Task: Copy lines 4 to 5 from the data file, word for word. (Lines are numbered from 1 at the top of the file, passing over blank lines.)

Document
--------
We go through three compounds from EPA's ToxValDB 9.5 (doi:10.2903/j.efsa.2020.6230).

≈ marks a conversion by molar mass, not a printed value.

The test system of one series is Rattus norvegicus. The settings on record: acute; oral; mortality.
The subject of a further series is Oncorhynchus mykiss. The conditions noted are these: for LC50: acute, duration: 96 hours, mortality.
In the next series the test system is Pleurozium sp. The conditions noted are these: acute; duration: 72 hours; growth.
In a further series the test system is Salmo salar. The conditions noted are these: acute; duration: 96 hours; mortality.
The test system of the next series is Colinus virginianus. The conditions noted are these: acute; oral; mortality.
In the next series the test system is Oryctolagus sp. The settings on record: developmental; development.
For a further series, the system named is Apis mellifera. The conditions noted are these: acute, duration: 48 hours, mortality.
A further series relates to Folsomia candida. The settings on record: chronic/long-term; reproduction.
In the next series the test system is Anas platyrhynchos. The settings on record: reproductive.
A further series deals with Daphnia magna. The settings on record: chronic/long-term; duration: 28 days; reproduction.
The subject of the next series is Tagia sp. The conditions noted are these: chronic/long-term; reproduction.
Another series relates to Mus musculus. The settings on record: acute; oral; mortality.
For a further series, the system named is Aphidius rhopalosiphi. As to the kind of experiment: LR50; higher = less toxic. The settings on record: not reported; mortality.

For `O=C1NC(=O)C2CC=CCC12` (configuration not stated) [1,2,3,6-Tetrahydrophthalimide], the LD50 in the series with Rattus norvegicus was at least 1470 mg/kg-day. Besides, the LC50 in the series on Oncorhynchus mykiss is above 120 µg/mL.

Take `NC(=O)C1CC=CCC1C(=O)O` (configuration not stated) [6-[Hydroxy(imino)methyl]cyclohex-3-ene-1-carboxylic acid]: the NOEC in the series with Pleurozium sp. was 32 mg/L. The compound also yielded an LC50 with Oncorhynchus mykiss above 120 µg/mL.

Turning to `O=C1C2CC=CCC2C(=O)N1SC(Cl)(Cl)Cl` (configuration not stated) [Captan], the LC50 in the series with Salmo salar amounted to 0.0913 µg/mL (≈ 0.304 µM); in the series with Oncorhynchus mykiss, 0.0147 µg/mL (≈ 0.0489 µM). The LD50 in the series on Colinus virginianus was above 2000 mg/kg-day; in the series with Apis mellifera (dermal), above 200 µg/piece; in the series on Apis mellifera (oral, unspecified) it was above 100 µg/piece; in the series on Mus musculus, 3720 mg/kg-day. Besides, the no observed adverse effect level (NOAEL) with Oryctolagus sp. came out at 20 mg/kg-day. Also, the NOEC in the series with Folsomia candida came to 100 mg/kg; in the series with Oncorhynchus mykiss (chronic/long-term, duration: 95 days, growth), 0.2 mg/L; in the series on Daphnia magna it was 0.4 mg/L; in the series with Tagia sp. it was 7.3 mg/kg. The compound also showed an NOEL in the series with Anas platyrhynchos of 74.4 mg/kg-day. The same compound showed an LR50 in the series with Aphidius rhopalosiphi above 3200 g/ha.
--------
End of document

The subject of a further series is Oncorhynchus mykiss. The conditions noted are these: for LC50: acute, duration: 96 hours, mortality.
In the next series the test system is Pleurozium sp. The conditions noted are these: acute; duration: 72 hours; growth.